noticed that suddenly that the gauge showing rich /
    lean status, which was pegged at 100 degrees rich of
    peak, swung up to pretty well to the red line which is
    where the temperature shows effective totally leaned
    out. I than increased mixture control and enriched the
    mixture to bring the needle back down to 100 degrees
    rich of peak. The engine kept running rough, we
    increased trottle ( maximum revs) and reduced manifold
    pressure to reduce load on the engine and returned to
    base. Oil temp stayed a little higher but we were
    descending at higher airspeed so that would
    potentially not mean anything. Back on the ground the
    engine ran smooth at idle.
    We also checked magneto's in the air ( I have an
    Horizon P 1000) and they worked perfectly , mag drop
    about 20 revs on both left and right magneto.

    I also noticed before the flight ( on the ground
    immediately after starting the engine) that there was
    a slightly "harder" metallic knocking sound for a few
    minutes at the max.

    So , input please. What do you suggest it might be?
    Valve?? cylinder? I believe that the fuel injection
    system is working fine but I am not sure because I do
    not have an engine analyzer installed. My mechanic
    will start looking at the a/c tomorrow and any input
    would be appreciated.

    Thanks

    HarryR



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  3. #3

    What do you think could the reason be??

    Hi Harry,
    Some easy fixes if you're fortunate would be a leak in the intake manifold
    or a clogged injector.
    John

    -----Original Message-----
    From: musketeermail@yahoogroups.com [mailto:musketeermail@yahoogroups.com]
    On Behalf Of Harry Roussard
    Sent: Sunday, May 22, 2005 7:22 PM
    To: musketeermail@yahoogroups.com
    Subject: [musketeermail] What do you think could the reason be??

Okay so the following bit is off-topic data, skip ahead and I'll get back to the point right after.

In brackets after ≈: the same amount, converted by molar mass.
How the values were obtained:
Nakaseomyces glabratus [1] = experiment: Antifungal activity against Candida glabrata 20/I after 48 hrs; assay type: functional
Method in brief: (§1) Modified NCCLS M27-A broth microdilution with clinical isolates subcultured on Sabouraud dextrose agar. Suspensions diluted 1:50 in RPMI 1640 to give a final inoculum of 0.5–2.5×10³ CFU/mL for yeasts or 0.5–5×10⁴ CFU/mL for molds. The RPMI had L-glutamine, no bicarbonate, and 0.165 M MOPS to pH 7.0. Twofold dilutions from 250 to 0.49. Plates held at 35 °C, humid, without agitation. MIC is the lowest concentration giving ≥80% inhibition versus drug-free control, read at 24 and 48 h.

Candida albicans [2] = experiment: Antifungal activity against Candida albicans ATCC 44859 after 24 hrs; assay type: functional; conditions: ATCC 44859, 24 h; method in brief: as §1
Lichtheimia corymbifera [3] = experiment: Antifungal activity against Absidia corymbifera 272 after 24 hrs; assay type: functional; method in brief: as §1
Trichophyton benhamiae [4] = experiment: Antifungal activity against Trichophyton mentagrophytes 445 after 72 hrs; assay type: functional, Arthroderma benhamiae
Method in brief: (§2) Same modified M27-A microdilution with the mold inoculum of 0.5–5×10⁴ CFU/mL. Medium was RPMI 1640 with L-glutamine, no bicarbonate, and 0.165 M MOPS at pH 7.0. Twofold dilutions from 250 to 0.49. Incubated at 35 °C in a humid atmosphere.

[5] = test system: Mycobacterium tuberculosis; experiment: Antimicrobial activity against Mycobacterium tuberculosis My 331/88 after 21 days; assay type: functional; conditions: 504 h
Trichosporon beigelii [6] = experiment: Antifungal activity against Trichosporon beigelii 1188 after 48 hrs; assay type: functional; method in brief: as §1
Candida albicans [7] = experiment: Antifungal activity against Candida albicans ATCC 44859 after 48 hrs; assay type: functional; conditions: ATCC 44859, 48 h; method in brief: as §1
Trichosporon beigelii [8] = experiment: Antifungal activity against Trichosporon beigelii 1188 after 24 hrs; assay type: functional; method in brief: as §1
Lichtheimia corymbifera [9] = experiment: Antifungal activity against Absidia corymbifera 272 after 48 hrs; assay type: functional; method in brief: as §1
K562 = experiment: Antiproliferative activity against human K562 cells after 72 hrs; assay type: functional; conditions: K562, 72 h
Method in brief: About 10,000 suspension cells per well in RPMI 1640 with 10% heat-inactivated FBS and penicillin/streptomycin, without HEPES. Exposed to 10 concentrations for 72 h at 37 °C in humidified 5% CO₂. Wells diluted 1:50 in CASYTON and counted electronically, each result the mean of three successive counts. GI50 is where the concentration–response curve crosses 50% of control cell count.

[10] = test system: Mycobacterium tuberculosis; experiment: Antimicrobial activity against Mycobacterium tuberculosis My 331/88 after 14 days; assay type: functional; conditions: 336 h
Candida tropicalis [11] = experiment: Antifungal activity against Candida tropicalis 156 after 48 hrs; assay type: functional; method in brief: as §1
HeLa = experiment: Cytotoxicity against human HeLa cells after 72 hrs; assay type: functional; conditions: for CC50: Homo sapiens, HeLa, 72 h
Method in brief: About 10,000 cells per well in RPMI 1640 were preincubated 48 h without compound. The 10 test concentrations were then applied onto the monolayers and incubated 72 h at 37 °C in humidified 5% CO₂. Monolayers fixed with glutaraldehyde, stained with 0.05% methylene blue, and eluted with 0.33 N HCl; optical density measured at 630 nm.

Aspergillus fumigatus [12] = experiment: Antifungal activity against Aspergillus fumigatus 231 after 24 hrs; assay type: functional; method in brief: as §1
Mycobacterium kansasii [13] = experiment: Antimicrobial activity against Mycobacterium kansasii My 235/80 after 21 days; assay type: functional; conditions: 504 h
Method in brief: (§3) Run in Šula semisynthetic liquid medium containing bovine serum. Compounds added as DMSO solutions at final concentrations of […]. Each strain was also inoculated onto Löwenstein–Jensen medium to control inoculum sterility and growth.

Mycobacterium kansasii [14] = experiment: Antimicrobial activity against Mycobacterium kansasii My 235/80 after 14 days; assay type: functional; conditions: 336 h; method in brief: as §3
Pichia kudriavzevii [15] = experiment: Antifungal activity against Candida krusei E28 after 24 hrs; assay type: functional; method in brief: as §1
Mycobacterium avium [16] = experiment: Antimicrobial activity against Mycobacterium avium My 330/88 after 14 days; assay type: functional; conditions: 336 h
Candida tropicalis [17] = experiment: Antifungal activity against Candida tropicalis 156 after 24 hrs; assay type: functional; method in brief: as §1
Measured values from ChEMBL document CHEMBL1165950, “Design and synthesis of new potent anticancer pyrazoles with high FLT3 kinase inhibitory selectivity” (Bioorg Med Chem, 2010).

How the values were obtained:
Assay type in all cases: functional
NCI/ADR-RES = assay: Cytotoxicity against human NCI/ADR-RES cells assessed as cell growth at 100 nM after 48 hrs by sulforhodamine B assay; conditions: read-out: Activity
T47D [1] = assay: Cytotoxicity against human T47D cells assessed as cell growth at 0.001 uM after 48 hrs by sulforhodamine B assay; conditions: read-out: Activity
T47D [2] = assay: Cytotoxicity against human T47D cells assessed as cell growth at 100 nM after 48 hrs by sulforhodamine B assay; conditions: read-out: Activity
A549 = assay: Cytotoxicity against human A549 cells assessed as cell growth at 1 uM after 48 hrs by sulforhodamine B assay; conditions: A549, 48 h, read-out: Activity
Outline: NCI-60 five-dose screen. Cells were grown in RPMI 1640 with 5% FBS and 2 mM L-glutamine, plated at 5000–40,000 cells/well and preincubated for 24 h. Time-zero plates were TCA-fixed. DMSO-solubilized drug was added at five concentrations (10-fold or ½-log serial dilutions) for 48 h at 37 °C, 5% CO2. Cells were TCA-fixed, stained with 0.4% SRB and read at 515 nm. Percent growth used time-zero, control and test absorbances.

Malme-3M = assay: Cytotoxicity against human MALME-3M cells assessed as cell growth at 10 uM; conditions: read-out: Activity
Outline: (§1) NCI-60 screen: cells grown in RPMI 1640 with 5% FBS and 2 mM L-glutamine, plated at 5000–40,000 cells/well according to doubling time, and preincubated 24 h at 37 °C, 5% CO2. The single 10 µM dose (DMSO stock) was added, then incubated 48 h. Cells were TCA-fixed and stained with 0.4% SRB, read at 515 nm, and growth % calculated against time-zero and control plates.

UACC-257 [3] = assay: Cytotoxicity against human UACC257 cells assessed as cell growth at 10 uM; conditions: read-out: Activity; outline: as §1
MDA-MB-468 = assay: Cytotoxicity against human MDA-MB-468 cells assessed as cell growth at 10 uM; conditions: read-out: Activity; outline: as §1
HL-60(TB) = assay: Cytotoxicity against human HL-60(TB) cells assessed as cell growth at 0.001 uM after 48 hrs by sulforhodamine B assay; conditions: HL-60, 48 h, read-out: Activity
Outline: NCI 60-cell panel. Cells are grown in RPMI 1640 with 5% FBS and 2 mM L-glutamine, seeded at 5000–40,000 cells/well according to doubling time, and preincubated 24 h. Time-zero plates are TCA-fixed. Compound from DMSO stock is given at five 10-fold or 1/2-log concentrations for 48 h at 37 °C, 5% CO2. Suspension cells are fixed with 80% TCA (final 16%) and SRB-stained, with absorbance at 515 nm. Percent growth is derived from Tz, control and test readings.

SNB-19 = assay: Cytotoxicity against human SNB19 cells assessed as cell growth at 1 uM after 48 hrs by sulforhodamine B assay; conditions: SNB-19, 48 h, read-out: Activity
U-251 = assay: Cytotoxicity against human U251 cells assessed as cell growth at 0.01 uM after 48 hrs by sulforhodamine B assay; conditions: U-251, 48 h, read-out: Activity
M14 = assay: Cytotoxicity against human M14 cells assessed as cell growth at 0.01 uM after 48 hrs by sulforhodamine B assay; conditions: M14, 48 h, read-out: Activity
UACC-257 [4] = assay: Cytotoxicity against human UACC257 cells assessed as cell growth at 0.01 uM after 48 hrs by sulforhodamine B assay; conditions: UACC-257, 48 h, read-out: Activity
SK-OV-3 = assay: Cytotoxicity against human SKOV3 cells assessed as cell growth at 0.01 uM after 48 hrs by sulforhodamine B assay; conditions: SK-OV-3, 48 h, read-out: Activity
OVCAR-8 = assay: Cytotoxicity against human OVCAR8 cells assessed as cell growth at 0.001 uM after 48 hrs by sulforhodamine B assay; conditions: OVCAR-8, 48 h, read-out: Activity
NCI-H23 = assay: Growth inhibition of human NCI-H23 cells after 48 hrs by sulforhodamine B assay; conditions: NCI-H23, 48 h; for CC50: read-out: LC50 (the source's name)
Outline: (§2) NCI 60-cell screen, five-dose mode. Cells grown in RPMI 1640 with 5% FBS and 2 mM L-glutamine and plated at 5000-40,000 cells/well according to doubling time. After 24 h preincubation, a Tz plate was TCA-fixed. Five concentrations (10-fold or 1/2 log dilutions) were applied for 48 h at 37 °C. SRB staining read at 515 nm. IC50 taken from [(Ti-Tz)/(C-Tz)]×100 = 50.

I have a 1975 B24R Sierra . Several weeks a ao, I had
    to abort a flight because the engine started to run
    really rough and the oil temps when up almost to the
    red. Turns out that the top plug in nr 3 ( aft
    passenger side) had a broken insulator which obviously
    made the engine run rough. That is the background ( or
    maybe that's the beginnning ) here is the story.
    I went flying yesterday and after about 20 minutes ,
    at about 3,500 ft, the engine "hick-upped" lost about
    25 revs for a second or so and then ran fine for a few
    minutes. Than, the engine started to gradually run
    rough again, not too bad at first. I happen to be
    flying with a very seasoned flight isntructor who also
    own a sizable aircraft maintenance shop so we were
    able to keep all the gauges in sight and we were able
    to relate to each other what we saw, heard and felt. I
    noticed that suddenly that the gauge showing rich /
    lean status, which was pegged at 100 degrees rich of
    peak, swung up to pretty well to the red line which is
    where the temperature shows effective totally leaned
    out. I than increased mixture control and enriched the
    mixture to bring the needle back down to 100 degrees
    rich of peak. The engine kept running rough, we
    increased trottle ( maximum revs) and reduced manifold
    pressure to reduce load on the engine and returned to
    base. Oil temp stayed a little higher but we were
    descending at higher airspeed so that would
    potentially not mean anything. Back on the ground the
    engine ran smooth at idle.
    We also checked magneto's in the air ( I have an
    Horizon P 1000) and they worked perfectly , mag drop
    about 20 revs on both left and right magneto.

    I also noticed before the flight ( on the ground
    immediately after starting the engine) that there was
    a slightly "harder" metallic knocking sound for a few
    minutes at the max.

    So , input please. What do you suggest it might be?
    Valve?? cylinder? I believe that the fuel injection
    system is working fine but I am not sure because I do
    not have an engine analyzer installed. My mechanic
    will start looking at the a/c tomorrow and any input
    would be appreciated.

    Thanks

    HarryR



    Yahoo! Mail
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    [Non-text portions of this message have been removed]



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    --------------------------------------------------------------------~->

    Join BAC today and be a part of the ONLY Type Club for the Musketeer series!

    www.beechaeroclub.org